Mississippi and Texas each have 3 of the 11, Arizona and Oklahoma 2 each. Florida's murdered just one so far.
Here in the Buckeye State, our killings have been on hold since Judge Frost and then the 6th Circuit concluded that Ohio couldn't be trusted to obey the protocol it adopted, the protocol that Judge Frost and the 6th Circuit believed to be constitutional, the protocol that Ohio made up. We devised a constitutional system, they said, then refuse to follow it. So Charles Lorraine wasn't killed in January, and Michael Webb wasn't killed in February, and there was always a scheduled March hiatus.
Which brings us to Mark Wiles, due to be murdered at the Southern Ohio Correctional Facility in Lucasville on April 18.
I mean, maybe they'll convince the judge (again), that they will follow their own rules. Or maybe the 6th will believe them this time. Or maybe SCOTUS will step in. Or, of course, maybe they'll just hold off (as they did with Webb) while they try to think up something new - a protocol they like enough to obey, maybe.
But meanwhile, the gears of the death machine get greased and Mark Wiles moves a few steps closer. Friday, the Parole Board said to kill him.
I've said before, and repeatedly (go search the archives), that executive clemency - whether pardon or commutation - isn't (or at least shouldn't be) about desert. It's about mercy and grace. It's not about the grantee but about the grantor. Wiles understands that. At his interview with the Parole Board, he was asked why he thought he deserved clemency.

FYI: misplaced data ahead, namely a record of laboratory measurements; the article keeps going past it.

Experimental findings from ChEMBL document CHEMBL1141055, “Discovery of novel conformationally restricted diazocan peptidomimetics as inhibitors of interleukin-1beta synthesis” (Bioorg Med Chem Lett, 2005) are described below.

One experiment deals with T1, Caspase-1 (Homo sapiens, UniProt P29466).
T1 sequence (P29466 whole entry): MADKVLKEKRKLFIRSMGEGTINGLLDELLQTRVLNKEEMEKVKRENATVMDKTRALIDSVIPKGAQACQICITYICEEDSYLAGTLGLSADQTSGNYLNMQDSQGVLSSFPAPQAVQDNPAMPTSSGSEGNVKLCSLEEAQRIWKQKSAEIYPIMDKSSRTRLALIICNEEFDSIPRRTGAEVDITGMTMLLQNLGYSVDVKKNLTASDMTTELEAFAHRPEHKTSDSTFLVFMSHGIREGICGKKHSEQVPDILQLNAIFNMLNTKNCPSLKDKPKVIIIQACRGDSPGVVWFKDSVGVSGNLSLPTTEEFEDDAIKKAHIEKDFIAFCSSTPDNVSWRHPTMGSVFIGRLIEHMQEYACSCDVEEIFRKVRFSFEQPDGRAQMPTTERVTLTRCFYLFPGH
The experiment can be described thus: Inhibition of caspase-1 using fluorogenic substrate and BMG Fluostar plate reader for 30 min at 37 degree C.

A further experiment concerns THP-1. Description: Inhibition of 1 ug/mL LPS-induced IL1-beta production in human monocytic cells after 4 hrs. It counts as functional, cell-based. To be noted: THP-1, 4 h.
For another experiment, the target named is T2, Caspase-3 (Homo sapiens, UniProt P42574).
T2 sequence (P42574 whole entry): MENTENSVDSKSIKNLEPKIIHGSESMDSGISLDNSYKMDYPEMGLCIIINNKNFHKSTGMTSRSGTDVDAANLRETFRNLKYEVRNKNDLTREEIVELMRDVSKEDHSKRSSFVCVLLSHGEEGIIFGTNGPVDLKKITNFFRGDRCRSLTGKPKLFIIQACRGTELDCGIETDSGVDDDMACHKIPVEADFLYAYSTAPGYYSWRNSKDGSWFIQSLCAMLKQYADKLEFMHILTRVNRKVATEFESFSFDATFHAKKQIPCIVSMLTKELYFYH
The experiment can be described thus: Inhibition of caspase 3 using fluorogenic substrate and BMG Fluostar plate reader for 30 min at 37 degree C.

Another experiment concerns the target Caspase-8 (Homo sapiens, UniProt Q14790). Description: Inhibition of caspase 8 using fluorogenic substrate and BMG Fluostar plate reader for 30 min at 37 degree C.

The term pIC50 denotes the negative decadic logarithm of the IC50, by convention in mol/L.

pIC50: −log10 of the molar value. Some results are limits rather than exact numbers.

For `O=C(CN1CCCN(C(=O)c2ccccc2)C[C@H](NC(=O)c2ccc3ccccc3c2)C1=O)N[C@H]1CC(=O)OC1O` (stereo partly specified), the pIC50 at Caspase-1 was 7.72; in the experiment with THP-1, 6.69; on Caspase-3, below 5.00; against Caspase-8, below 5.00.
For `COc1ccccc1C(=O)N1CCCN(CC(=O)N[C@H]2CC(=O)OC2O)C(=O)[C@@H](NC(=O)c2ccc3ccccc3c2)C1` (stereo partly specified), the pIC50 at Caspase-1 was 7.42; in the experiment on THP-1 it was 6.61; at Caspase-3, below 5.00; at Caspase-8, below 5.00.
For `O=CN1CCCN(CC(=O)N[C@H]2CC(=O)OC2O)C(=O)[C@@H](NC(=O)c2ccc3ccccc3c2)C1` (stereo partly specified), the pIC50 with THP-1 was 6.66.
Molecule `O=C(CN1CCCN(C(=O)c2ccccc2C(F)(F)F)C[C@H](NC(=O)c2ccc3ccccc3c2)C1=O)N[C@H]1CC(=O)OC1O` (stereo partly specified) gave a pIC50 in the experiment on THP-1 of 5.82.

Wiles responded that he was not sure that he is worthy of clemency.Later, at the parole hearing, his lawyers told the Board the same thing.
Wiles has stated repeatedly to his counsel that he has no excuses for his actions and that he doesn't deserve clemency, but he wants to live and he knows that applying for clemency is the only way to receive it.Wiles killed Mark Klima in August 1985. He was tried less than six months later. He's been on the row now for over 26 years.
Oh, sure, he's been a good prisoner. And sure he's accepted responsibility. And sure he's accepted remorse. It isn't enough. He hasn't cured cancer. He isn't factually innocent.
While Wiles does express remorse and admits to committing the offense, that remorse and acceptance of responsibility does not mitigate nor outweigh the brutal attack on a defenseless young man who was beaten and stabbed repeatedly in his own home. Wiles' remorse, acceptance of responsibility and good institutional conduct do not equate toa substantial enough reason to recommend clemency.Because even as Wiles gets it, the Parole Board doesn't.